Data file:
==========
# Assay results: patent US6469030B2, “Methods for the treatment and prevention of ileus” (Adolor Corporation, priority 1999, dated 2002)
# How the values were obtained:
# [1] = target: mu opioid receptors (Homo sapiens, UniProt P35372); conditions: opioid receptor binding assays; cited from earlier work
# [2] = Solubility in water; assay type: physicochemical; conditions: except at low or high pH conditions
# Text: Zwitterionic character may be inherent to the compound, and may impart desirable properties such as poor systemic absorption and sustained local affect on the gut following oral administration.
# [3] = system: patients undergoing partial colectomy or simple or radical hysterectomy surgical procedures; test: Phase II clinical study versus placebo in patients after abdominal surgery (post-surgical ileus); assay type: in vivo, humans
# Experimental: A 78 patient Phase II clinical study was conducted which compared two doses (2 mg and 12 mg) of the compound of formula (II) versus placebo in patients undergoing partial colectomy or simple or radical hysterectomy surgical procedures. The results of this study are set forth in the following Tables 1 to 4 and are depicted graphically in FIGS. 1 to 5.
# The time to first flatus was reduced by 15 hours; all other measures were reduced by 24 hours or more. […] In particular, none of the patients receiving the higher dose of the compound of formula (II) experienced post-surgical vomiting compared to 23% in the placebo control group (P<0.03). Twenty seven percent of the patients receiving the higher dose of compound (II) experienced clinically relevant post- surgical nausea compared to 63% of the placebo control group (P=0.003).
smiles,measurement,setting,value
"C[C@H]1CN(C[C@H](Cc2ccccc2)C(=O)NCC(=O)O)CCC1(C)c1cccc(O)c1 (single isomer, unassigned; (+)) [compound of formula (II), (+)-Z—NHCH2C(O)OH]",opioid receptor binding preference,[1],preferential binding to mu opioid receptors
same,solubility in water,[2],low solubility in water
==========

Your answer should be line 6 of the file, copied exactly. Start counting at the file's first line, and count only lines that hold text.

# [3] = system: patients undergoing partial colectomy or simple or radical hysterectomy surgical procedures; test: Phase II clinical study versus placebo in patients after abdominal surgery (post-surgical ileus); assay type: in vivo, humans